We first met Thaddeus, Melissa, and their kids on the island. They did cores in the UK, then electives in Detroit. He is now a Radiology resident at a top hospital in Atlanta.

AUC has affiliations with hospitals all over the country where their students can do rotations. But, there are only a few places where a family can go and do ALL of their rotations (both cores and electives) in one place, without having to move.

In my own very non-scientific observations, it seems that AUC is inclined to play favorites to students who are married and have kids, and will give them precedence over single students in allowing them to do all of their rotations in one place. They did that for us, and for other AUC families with children who are here (or were here) in Michigan doing rotations as well. Meanwhile, most of the single students we know (or married students with no children) have had to hop around the country for their rotations.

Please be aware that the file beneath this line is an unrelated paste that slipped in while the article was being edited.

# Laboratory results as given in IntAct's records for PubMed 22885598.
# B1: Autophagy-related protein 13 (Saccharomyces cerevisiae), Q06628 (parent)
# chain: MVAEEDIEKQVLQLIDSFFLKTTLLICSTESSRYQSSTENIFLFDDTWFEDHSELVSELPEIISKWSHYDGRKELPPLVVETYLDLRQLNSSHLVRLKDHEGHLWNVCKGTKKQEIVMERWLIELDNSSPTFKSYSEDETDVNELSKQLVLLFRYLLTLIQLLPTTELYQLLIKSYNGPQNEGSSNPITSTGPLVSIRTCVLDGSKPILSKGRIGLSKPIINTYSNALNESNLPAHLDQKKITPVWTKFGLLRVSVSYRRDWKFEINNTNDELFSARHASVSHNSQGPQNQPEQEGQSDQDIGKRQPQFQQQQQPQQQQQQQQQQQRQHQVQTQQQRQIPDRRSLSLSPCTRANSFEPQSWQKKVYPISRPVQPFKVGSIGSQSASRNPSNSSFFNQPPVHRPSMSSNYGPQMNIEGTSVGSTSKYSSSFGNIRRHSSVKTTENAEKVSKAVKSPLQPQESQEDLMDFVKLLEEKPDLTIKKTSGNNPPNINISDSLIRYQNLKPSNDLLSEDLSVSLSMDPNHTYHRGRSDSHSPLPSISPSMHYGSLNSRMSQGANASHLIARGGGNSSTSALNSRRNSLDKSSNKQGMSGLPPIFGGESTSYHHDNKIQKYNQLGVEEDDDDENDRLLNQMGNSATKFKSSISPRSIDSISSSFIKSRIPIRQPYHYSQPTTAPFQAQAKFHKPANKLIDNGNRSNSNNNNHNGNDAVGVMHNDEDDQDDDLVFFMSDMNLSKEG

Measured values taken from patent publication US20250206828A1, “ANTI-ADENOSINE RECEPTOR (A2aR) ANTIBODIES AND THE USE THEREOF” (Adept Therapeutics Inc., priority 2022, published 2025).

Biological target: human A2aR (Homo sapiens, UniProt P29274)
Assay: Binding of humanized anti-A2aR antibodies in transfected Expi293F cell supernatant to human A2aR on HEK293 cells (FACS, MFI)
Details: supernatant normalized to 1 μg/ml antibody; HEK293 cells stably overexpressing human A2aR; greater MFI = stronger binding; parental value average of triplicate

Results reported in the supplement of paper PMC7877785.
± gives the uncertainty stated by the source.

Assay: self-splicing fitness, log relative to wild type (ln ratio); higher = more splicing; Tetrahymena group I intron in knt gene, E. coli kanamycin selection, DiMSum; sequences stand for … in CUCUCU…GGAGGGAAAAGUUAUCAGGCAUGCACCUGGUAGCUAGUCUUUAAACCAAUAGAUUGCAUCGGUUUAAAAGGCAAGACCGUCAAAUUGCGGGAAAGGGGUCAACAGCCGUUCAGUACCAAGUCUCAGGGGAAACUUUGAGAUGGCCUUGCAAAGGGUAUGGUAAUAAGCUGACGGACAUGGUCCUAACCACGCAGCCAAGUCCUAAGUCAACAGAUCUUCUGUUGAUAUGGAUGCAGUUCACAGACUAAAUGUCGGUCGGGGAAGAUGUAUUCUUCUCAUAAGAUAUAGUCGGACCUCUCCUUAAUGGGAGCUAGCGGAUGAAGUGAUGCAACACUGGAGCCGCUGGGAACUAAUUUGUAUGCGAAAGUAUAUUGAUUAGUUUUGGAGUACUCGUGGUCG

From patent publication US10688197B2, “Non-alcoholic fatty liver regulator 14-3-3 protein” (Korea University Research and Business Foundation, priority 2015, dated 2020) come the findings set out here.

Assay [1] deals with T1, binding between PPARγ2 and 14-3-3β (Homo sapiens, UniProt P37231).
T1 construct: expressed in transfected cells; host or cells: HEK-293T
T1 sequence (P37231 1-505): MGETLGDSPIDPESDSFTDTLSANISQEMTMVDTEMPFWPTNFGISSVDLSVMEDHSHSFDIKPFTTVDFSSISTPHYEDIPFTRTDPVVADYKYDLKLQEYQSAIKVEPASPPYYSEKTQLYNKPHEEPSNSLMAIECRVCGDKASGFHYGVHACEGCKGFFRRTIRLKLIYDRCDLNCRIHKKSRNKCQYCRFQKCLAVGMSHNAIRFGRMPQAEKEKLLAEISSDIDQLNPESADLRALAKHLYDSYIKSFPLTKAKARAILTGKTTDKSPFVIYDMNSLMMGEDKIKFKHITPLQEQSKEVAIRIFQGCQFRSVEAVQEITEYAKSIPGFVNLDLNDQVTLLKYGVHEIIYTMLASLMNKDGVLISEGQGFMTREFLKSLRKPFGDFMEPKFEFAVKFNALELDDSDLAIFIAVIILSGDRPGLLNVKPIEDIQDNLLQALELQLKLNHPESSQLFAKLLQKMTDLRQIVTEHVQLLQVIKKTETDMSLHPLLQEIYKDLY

Piper hanging out with the children of David & Jessica Adams, and Gary & Ashley Attebury, two other AUC familes who came to the Detorit area to do all of their rotations in one place.

Piper hanging out with the children of David & Jessica, and Gary & Ashley, two other AUC families who came to the Detroit area to do all of their rotations in one place. (Gary & Ashley did their cores in the U.K.)

New York City is one of the places where AUC students can do all their rotations without moving, and we took a hard look at making that work. The idea of living in Manhattan for two years certainly tickled the adventurous side of me! But it came down to a simple question of cost. NYC is crazy expensive, and we would have ended up living in an apartment that was smaller than the one we had on St. Martin. And even then, we would have been apartment-poor.